There was nothing in us to merit esteem,
Or give the Creator delight.
‘Twas ‘Even so, Father!’ we ever must sing,
Because it seem’d good in your sight.
6. And now, let us review this doctrine at length. We are taught in Holy Scripture that, long before this world was made, God foreknew and foresaw all the creatures he intended to fashion; and there and then foreseeing that the human race would fall into sin, and deserve his anger, determined, in his own sovereign mind, that an immense portion of the human race should be his children and should be brought to heaven. As for the rest, he left them to their own deserts, to sow the wind and reap the whirlwind, to scatter crime and inherit punishment. Now, in the great decree of election, the only reason why God selected the vessels of mercy must have been because he wished to do it. There was nothing in any one of them which caused God to choose them. We all were alike, all lost, all ruined by the fall; all without the slightest claim upon his mercy; all, in fact, deserving his utmost vengeance. His choice of anyone, and his choice of all his people, is causeless, as far as anything in them was concerned. It was the effect of his sovereign will, and of nothing which they did, could do, or even would do; for thus says the text: “Not for your sakes do I do this, oh house of Israel!”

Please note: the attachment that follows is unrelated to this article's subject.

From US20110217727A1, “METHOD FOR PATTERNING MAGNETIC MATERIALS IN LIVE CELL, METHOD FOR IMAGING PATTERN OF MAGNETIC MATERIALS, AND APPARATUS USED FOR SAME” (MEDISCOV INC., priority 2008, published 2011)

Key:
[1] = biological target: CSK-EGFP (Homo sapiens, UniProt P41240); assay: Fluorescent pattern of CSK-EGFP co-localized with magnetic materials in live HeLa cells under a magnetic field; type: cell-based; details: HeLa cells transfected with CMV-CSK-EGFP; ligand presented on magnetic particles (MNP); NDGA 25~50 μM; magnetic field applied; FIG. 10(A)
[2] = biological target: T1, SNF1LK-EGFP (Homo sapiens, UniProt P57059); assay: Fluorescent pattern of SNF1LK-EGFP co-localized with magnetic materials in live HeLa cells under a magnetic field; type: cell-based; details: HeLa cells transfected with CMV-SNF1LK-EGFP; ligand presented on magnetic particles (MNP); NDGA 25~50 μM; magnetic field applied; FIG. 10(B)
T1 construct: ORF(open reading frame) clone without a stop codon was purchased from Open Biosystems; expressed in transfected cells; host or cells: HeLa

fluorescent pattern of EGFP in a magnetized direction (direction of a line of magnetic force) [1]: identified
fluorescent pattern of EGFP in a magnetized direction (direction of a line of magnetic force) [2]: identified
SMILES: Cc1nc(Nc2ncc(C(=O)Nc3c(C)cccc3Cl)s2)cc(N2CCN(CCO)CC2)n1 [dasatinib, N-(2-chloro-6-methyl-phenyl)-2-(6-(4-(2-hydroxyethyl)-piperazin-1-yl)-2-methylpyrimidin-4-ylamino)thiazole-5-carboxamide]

7. As for the fruit of our election, in due time Christ came into this world, and purchased with his blood all those whom the Father has chosen. Now come to the cross of Christ; bring this doctrine with you, and remember that the only reason why Christ gave up his life to be a ransom for his sheep was because he loved his people, but there was nothing in his people that made him die for them. I was thinking as I came here this morning, if any man should imagine that the love of God to us was caused by anything in us, it would be as if a man should look into a well to find the springs of the ocean, or dig into an anthill to find an Alp. The love of God is so immense, so boundless and so infinite, that you cannot conceive for a moment that it could have been caused by anything in us. The little good that is in us—the no good that is in us—for there is none, could not have caused the boundless, bottomless, shoreless, summitless love, which God reveals to his people. Stand at the foot of the cross, you merit mongers, you who delight in your own works; and answer this question. Do you think that the Lord of life and glory could have been brought down from heaven, could have been fashioned like a man, and have been led to die through any merit of yours? Shall these sacred veins be opened with any lancet less sharp than his own infinite love? Do you conceive that your poor merits, such as they are, could be so efficacious as to nail the Redeemer to the tree, and make him bend his shoulders beneath the enormous load of the world’s guilt? You cannot imagine it. The consequence is so great, compared with what you suppose to be the case, that your logic fails in a moment. You may conceive that a coral insect raises up a rock by its multitude, and by its many years of working; but you cannot conceive that all the accumulated merits of manhood, if there were such things, could have brought the Eternal from the throne of his majesty, and humbled him to the death of the cross: that is a thing as clearly impossible to any thoughtful mind, as impossibility can be. No; from the cross comes the cry—“Not for your sakes do I do this, oh house of Israel.”